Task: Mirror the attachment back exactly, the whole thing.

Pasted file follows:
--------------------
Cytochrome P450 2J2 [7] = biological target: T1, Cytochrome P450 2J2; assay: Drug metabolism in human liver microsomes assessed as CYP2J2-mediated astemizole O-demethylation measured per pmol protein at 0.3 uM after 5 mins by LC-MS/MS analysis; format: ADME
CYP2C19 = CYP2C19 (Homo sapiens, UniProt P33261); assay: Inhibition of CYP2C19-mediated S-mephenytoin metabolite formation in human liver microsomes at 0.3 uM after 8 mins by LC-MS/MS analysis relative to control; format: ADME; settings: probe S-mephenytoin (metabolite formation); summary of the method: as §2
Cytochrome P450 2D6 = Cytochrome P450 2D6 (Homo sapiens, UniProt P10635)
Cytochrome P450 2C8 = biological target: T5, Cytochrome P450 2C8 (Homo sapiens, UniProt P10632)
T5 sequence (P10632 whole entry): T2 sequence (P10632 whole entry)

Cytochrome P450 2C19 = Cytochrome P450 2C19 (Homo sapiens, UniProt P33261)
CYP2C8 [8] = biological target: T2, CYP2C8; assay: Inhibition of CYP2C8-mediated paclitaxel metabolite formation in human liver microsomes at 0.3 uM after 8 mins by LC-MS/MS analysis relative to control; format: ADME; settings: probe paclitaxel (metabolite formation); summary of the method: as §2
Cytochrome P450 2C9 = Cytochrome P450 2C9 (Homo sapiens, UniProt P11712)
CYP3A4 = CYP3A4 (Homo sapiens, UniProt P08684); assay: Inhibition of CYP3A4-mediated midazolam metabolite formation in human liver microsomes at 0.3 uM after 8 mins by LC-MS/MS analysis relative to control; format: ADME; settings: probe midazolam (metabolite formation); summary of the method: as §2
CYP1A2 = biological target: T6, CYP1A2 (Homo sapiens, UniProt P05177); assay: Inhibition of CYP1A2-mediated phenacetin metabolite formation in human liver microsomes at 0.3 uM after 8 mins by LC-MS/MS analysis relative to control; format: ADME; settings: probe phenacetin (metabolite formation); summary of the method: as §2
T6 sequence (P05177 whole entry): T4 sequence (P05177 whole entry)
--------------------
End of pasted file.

Cytochrome P450 2J2 [7] = biological target: T1, Cytochrome P450 2J2; assay: Drug metabolism in human liver microsomes assessed as CYP2J2-mediated astemizole O-demethylation measured per pmol protein at 0.3 uM after 5 mins by LC-MS/MS analysis; format: ADME
CYP2C19 = CYP2C19 (Homo sapiens, UniProt P33261); assay: Inhibition of CYP2C19-mediated S-mephenytoin metabolite formation in human liver microsomes at 0.3 uM after 8 mins by LC-MS/MS analysis relative to control; format: ADME; settings: probe S-mephenytoin (metabolite formation); summary of the method: as §2
Cytochrome P450 2D6 = Cytochrome P450 2D6 (Homo sapiens, UniProt P10635)
Cytochrome P450 2C8 = biological target: T5, Cytochrome P450 2C8 (Homo sapiens, UniProt P10632)
T5 sequence (P10632 whole entry): T2 sequence (P10632 whole entry)

Cytochrome P450 2C19 = Cytochrome P450 2C19 (Homo sapiens, UniProt P33261)
CYP2C8 [8] = biological target: T2, CYP2C8; assay: Inhibition of CYP2C8-mediated paclitaxel metabolite formation in human liver microsomes at 0.3 uM after 8 mins by LC-MS/MS analysis relative to control; format: ADME; settings: probe paclitaxel (metabolite formation); summary of the method: as §2
Cytochrome P450 2C9 = Cytochrome P450 2C9 (Homo sapiens, UniProt P11712)
CYP3A4 = CYP3A4 (Homo sapiens, UniProt P08684); assay: Inhibition of CYP3A4-mediated midazolam metabolite formation in human liver microsomes at 0.3 uM after 8 mins by LC-MS/MS analysis relative to control; format: ADME; settings: probe midazolam (metabolite formation); summary of the method: as §2
CYP1A2 = biological target: T6, CYP1A2 (Homo sapiens, UniProt P05177); assay: Inhibition of CYP1A2-mediated phenacetin metabolite formation in human liver microsomes at 0.3 uM after 8 mins by LC-MS/MS analysis relative to control; format: ADME; settings: probe phenacetin (metabolite formation); summary of the method: as §2
T6 sequence (P05177 whole entry): T4 sequence (P05177 whole entry)